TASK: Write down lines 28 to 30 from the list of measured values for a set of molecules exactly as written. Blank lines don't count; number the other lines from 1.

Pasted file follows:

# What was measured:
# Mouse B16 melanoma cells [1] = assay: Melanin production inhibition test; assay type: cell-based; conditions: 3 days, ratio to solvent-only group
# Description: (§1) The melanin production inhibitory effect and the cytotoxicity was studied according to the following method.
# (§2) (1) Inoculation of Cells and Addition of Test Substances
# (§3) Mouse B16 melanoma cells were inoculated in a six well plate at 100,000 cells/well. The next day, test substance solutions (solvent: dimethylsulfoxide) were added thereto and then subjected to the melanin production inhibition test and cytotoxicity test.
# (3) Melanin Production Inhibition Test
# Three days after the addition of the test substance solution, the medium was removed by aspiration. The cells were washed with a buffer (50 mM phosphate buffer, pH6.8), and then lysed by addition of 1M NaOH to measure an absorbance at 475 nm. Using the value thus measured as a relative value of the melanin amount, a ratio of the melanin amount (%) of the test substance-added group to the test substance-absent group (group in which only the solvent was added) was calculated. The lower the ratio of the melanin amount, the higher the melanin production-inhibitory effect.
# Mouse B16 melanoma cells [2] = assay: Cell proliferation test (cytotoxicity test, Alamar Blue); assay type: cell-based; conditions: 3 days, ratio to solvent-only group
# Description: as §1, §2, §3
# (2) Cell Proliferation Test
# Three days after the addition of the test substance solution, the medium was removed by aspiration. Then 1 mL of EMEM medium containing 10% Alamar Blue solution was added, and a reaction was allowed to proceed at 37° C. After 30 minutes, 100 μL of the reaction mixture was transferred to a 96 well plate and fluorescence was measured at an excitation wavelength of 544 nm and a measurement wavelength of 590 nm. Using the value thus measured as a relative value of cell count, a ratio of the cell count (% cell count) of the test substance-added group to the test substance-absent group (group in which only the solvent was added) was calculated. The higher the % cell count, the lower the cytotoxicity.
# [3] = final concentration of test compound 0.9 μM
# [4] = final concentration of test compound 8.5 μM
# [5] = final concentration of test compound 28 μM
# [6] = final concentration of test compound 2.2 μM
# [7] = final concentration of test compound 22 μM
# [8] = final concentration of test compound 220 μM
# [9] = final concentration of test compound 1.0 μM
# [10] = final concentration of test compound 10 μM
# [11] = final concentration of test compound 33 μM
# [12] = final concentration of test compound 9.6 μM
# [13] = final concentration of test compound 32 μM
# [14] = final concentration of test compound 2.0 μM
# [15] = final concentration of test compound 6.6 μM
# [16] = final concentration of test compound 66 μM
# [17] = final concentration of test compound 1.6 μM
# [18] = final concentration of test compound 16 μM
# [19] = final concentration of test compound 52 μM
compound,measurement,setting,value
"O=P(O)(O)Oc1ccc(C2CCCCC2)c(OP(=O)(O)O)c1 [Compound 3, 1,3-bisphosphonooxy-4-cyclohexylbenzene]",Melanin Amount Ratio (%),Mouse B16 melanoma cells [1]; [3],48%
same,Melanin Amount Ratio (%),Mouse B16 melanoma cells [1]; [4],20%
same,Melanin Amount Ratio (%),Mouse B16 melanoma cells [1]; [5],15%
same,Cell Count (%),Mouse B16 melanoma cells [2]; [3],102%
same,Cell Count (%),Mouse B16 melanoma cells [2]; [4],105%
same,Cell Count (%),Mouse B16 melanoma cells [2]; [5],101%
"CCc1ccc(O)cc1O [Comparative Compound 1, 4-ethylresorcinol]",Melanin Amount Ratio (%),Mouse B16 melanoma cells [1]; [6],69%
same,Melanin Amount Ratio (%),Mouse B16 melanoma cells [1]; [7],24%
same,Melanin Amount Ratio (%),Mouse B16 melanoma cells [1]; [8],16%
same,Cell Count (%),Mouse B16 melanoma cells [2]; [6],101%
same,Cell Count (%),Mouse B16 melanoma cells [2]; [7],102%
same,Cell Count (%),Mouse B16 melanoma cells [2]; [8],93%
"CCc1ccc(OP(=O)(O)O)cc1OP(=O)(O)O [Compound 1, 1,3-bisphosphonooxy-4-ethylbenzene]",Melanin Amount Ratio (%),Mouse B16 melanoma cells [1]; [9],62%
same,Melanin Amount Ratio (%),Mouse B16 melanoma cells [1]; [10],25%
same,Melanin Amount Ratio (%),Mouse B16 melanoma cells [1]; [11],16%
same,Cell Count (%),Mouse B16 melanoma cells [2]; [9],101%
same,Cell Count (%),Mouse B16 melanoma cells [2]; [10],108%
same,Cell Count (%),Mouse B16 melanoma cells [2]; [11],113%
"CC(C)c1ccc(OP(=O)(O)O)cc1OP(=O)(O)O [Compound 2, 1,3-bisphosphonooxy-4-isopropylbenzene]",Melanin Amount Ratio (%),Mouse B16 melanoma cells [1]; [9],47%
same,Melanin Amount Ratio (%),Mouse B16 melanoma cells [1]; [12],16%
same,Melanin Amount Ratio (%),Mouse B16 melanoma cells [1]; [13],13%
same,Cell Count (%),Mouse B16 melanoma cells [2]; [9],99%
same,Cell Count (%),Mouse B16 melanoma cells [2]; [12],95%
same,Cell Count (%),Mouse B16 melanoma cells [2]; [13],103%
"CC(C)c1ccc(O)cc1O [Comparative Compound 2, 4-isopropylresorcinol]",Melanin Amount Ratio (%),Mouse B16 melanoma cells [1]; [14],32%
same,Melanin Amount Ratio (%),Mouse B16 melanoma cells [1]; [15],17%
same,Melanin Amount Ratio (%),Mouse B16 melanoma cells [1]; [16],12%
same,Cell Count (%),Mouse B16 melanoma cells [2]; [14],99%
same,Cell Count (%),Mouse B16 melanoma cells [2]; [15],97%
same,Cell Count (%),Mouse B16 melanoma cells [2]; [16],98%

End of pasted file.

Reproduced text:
# [19] = final concentration of test compound 52 μM
compound,measurement,setting,value
"O=P(O)(O)Oc1ccc(C2CCCCC2)c(OP(=O)(O)O)c1 [Compound 3, 1,3-bisphosphonooxy-4-cyclohexylbenzene]",Melanin Amount Ratio (%),Mouse B16 melanoma cells [1]; [3],48%